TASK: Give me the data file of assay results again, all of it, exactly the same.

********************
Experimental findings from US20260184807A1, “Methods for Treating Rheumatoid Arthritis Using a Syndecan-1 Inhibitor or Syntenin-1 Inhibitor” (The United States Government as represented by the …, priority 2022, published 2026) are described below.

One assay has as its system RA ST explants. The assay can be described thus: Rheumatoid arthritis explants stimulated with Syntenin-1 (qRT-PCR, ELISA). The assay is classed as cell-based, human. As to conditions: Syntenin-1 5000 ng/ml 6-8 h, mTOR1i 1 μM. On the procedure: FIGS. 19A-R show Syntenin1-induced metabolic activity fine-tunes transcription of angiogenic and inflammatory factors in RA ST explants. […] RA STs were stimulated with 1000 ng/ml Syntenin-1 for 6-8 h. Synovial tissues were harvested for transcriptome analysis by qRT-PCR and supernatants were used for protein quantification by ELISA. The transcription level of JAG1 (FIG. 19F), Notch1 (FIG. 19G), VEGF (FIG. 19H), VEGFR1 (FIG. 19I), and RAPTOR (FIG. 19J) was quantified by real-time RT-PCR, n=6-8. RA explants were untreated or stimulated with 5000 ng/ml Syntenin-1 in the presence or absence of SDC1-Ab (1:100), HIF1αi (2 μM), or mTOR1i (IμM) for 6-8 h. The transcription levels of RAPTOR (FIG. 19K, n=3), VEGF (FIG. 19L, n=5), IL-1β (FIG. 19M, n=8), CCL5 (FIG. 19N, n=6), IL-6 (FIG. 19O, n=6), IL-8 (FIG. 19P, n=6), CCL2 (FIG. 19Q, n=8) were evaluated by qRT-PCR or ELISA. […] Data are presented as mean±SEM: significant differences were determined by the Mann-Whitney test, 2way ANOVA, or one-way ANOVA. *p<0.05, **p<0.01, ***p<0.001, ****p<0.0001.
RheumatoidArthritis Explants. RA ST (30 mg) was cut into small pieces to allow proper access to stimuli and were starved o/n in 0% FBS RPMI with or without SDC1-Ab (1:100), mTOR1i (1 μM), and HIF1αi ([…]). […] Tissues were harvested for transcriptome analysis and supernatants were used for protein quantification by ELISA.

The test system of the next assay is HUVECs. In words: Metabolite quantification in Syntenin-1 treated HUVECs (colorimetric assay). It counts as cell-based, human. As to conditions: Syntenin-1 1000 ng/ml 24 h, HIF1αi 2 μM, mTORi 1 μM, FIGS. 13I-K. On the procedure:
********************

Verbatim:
Experimental findings from US20260184807A1, “Methods for Treating Rheumatoid Arthritis Using a Syndecan-1 Inhibitor or Syntenin-1 Inhibitor” (The United States Government as represented by the …, priority 2022, published 2026) are described below.

One assay has as its system RA ST explants. The assay can be described thus: Rheumatoid arthritis explants stimulated with Syntenin-1 (qRT-PCR, ELISA). The assay is classed as cell-based, human. As to conditions: Syntenin-1 5000 ng/ml 6-8 h, mTOR1i 1 μM. On the procedure: FIGS. 19A-R show Syntenin1-induced metabolic activity fine-tunes transcription of angiogenic and inflammatory factors in RA ST explants. […] RA STs were stimulated with 1000 ng/ml Syntenin-1 for 6-8 h. Synovial tissues were harvested for transcriptome analysis by qRT-PCR and supernatants were used for protein quantification by ELISA. The transcription level of JAG1 (FIG. 19F), Notch1 (FIG. 19G), VEGF (FIG. 19H), VEGFR1 (FIG. 19I), and RAPTOR (FIG. 19J) was quantified by real-time RT-PCR, n=6-8. RA explants were untreated or stimulated with 5000 ng/ml Syntenin-1 in the presence or absence of SDC1-Ab (1:100), HIF1αi (2 μM), or mTOR1i (IμM) for 6-8 h. The transcription levels of RAPTOR (FIG. 19K, n=3), VEGF (FIG. 19L, n=5), IL-1β (FIG. 19M, n=8), CCL5 (FIG. 19N, n=6), IL-6 (FIG. 19O, n=6), IL-8 (FIG. 19P, n=6), CCL2 (FIG. 19Q, n=8) were evaluated by qRT-PCR or ELISA. […] Data are presented as mean±SEM: significant differences were determined by the Mann-Whitney test, 2way ANOVA, or one-way ANOVA. *p<0.05, **p<0.01, ***p<0.001, ****p<0.0001.
RheumatoidArthritis Explants. RA ST (30 mg) was cut into small pieces to allow proper access to stimuli and were starved o/n in 0% FBS RPMI with or without SDC1-Ab (1:100), mTOR1i (1 μM), and HIF1αi ([…]). […] Tissues were harvested for transcriptome analysis and supernatants were used for protein quantification by ELISA.

The test system of the next assay is HUVECs. In words: Metabolite quantification in Syntenin-1 treated HUVECs (colorimetric assay). It counts as cell-based, human. As to conditions: Syntenin-1 1000 ng/ml 24 h, HIF1αi 2 μM, mTORi 1 μM, FIGS. 13I-K. On the procedure: